The second disc is a 41 minute jam. Those of us old enough to have attended shows from this era remember the tradition. After all the bands have finished their sets, a number of musicians from all the groups get up on stage, and like this example, they riff at great length on a blues progression.
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Format: Audio CD Verified Purchase
This double CD set is part of an apparently quasi-legitimate "bootleg series" of live recordings by Quicksilver Messenger Service. It's very doubtful that any of the band members sanctioned the release of this material. This particular release, assuming the company that produced it has the date and venue correct, captures a performance of the band at the Carousel Ballrom in San Francisco on April 4th 1968, about two or three months before promoter Bill Graham reopened it as the Fillmore West. The band lineup is the much-favored quartet of Gary Duncan, John Cipollina, David Freiberg, and Greg Elmore. The source would appear to be a soundboard tape of relatively clear and listenable quality. Unfortunately, considering that Quicksilver is most admired as a psychedelic guitar band, the vocals are mixed way out front and the guitars a bit too far back. As such, it works best during the band's legendary intrumental jam segements.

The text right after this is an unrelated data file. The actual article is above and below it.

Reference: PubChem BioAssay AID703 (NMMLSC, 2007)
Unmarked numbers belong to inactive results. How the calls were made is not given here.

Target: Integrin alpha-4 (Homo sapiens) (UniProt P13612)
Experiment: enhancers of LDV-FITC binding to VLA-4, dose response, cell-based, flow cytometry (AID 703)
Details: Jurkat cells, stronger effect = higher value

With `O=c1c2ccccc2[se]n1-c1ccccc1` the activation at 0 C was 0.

The performance is quite good, though a bit laid back, particularly during "Who Do You Love", compared to other recordings of this lineup. The band is also joined onstage by a flautist during "Light Your Windows". Though not identified from the stage, it could be jazz icon Charles Lloyd, who played the Fillmore, and was known to jam onstage with the Grateful Dead. Disc one features good run-throughs of "Who Do You Love", "The Fool", and Quicksilver's underappreciated arrangement of "Babe, I'm Gonna Leave You", soon to be made famous by Led Zepplin.
The entire second disc is given over to a 41 minute jam. Nothing more than an extended blues shuffle, it's not quite as imaginative or exciting as the band's other jam forays. However, it is of historical interest, and also features playing from the previously mentioned flautist and an unidentified violin player.